Thus, killing all but the essential apps (or telling Android to kill apps more aggressively with the "autokill" feature) is generally unnecessary. Furthermore, it's actually possible that this will worsen your phone's performance and battery life. Whether you're manually killing apps all the time or telling the task killer to aggressively remove apps from your memory, you're actually using CPU cycles when you otherwise wouldn't—killing apps that aren't doing anything in the first place.
    In fact, some of the processes related to those apps will actually start right back up, further draining your CPU. If they don't, killing those processes can cause other sorts of problems—alarms don't go off, you don't receive text messages, or other related apps may force close without warning. All in all, you're usually better off letting your phone work as intended—especially if you're more of a casual user. In these instances, a task killer causes more problems than it solves.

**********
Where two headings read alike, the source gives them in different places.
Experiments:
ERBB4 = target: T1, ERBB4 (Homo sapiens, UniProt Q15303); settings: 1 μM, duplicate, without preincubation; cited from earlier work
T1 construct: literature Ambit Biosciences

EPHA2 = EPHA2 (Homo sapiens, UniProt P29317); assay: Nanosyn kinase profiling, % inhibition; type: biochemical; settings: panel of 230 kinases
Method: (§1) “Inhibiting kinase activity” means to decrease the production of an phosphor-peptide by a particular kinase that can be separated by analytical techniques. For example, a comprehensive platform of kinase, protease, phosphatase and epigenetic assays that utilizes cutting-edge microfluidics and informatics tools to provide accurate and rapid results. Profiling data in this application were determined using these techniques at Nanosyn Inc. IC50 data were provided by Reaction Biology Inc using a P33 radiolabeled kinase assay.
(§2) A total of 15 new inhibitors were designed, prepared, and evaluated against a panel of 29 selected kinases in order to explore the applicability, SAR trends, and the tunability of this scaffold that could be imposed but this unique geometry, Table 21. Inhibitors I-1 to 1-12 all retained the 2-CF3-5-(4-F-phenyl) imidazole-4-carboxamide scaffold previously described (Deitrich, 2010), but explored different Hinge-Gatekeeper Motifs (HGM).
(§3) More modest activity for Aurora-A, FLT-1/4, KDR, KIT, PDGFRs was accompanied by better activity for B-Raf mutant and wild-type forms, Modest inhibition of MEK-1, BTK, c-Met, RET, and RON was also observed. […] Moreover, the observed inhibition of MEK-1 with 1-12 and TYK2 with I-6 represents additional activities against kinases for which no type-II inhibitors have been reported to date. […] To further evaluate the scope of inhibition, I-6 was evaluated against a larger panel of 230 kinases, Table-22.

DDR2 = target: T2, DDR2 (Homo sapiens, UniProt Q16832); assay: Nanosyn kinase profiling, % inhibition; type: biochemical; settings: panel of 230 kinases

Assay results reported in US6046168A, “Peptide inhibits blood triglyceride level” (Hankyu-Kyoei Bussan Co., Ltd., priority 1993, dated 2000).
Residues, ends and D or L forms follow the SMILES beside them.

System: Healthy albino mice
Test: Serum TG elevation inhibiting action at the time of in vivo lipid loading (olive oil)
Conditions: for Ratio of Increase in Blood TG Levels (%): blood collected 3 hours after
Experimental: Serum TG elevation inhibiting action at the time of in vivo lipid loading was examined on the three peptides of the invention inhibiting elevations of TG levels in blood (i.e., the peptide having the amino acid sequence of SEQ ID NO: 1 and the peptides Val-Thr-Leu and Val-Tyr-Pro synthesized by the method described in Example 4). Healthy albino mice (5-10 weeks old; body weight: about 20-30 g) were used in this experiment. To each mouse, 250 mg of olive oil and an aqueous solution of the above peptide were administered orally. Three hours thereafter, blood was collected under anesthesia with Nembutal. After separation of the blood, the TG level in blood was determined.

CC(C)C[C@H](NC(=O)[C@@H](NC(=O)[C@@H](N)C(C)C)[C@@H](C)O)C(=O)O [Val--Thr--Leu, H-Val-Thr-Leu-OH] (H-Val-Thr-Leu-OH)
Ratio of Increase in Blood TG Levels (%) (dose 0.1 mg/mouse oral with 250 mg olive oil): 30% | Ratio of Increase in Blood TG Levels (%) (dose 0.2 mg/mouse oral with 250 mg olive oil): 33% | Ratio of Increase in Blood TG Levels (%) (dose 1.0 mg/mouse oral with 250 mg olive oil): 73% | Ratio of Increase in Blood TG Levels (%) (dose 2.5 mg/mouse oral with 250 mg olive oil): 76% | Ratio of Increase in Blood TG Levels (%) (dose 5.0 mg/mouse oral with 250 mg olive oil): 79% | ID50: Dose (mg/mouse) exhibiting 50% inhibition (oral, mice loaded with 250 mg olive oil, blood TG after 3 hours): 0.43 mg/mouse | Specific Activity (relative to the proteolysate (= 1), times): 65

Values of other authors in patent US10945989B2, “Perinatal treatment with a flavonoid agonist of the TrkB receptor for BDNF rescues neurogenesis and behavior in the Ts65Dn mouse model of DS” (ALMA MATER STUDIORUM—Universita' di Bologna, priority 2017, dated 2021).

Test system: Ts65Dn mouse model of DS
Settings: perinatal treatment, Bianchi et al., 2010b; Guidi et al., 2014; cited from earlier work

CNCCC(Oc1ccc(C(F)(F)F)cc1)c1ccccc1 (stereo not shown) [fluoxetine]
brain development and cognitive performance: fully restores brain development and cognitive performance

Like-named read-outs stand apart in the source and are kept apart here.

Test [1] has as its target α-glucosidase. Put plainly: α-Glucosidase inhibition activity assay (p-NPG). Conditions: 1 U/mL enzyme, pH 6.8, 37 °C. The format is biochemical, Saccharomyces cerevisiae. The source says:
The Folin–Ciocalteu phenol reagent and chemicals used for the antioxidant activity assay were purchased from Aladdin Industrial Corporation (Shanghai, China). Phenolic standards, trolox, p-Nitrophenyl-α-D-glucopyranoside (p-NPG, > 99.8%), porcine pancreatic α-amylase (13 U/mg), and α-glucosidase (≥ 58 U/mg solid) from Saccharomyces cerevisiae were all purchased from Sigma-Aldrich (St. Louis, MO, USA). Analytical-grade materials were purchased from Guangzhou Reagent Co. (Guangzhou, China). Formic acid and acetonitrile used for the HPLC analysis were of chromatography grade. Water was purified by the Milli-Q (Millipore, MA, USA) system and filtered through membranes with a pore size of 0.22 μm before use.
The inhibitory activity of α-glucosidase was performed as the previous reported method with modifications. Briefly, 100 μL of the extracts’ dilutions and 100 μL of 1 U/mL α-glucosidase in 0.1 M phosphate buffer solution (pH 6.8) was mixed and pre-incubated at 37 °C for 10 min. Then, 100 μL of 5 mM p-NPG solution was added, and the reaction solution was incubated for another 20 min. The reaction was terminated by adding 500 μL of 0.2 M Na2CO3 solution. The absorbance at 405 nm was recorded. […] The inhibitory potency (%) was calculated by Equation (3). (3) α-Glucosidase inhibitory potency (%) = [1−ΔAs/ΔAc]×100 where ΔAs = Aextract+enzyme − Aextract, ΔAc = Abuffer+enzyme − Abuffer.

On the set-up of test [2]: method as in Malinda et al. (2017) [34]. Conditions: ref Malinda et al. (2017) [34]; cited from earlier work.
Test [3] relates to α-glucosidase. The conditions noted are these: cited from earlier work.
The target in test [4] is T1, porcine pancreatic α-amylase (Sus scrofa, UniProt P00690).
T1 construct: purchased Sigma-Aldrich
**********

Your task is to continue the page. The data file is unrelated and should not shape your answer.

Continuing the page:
What You Should Do Instead

    That said, not all apps are created equal. Many of you have used task killers in the past and actually found that after freeing up memory, your phone works a bit better. It's more likely that this is because you've killed a bad app—one that was poorly coded, and (for example) keeps trying to connect to the internet even when it shouldn't. Any performance increase you experience is more likely because you killed the right app, not because you freed up loads of memory (or, in many cases, it's just placebo). Instead of killing all those apps, find out which ones are actually causing the problems. If you really know what you're doing, you may benefit from using a task killer to stop the one or two inefficient-but-loved apps on your phone.
    Note, however, that this is still a contested notion. A lot of developers (including ROM builder extraordinaire, Cyanogen) will not even look at your bug reports if you're using a task killer. In this humble blogger's opinion, your best bet is to stay away from regular task killer usage entirely. If you absolutely have to have that one battery-killing app on your phone, though, kill away—just be aware that when you experience a recurring Android bug later on, the task killer may be at fault. Of course, you can just stop using it to determine whether that is or isn't the case.
     
  4. Themsbball

    Themsbball New Member

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    Does my droid really need a task manager. I heard that android 2.2 doesn't need one.
    Thanks

    Sent from my DROID2 GLOBAL using DroidForums
     
  5. jstafford1

    jstafford1 DF Super Moderator Rescue Squad